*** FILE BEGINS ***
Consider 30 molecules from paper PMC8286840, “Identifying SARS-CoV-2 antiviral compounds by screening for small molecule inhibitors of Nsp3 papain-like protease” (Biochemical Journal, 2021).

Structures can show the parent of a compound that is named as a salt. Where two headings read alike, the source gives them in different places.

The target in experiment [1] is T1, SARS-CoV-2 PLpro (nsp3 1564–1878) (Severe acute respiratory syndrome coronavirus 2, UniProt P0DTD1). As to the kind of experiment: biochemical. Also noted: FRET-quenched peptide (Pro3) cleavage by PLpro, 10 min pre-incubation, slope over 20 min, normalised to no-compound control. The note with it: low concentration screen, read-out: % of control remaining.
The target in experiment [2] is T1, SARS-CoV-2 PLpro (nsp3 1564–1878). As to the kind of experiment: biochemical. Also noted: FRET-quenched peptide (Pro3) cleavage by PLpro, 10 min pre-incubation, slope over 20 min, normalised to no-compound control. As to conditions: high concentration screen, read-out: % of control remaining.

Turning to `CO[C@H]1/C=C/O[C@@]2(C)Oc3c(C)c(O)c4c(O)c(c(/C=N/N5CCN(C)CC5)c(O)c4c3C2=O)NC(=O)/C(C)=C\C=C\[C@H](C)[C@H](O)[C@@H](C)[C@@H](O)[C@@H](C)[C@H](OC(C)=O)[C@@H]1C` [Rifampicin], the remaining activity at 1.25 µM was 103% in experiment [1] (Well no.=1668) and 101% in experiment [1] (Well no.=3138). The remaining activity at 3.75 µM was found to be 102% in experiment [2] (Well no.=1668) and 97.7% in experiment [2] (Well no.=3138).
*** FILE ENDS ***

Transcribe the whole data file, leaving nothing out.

Consider 30 molecules from paper PMC8286840, “Identifying SARS-CoV-2 antiviral compounds by screening for small molecule inhibitors of Nsp3 papain-like protease” (Biochemical Journal, 2021).

Structures can show the parent of a compound that is named as a salt. Where two headings read alike, the source gives them in different places.

The target in experiment [1] is T1, SARS-CoV-2 PLpro (nsp3 1564–1878) (Severe acute respiratory syndrome coronavirus 2, UniProt P0DTD1). As to the kind of experiment: biochemical. Also noted: FRET-quenched peptide (Pro3) cleavage by PLpro, 10 min pre-incubation, slope over 20 min, normalised to no-compound control. The note with it: low concentration screen, read-out: % of control remaining.
The target in experiment [2] is T1, SARS-CoV-2 PLpro (nsp3 1564–1878). As to the kind of experiment: biochemical. Also noted: FRET-quenched peptide (Pro3) cleavage by PLpro, 10 min pre-incubation, slope over 20 min, normalised to no-compound control. As to conditions: high concentration screen, read-out: % of control remaining.

Turning to `CO[C@H]1/C=C/O[C@@]2(C)Oc3c(C)c(O)c4c(O)c(c(/C=N/N5CCN(C)CC5)c(O)c4c3C2=O)NC(=O)/C(C)=C\C=C\[C@H](C)[C@H](O)[C@@H](C)[C@@H](O)[C@@H](C)[C@H](OC(C)=O)[C@@H]1C` [Rifampicin], the remaining activity at 1.25 µM was 103% in experiment [1] (Well no.=1668) and 101% in experiment [1] (Well no.=3138). The remaining activity at 3.75 µM was found to be 102% in experiment [2] (Well no.=1668) and 97.7% in experiment [2] (Well no.=3138).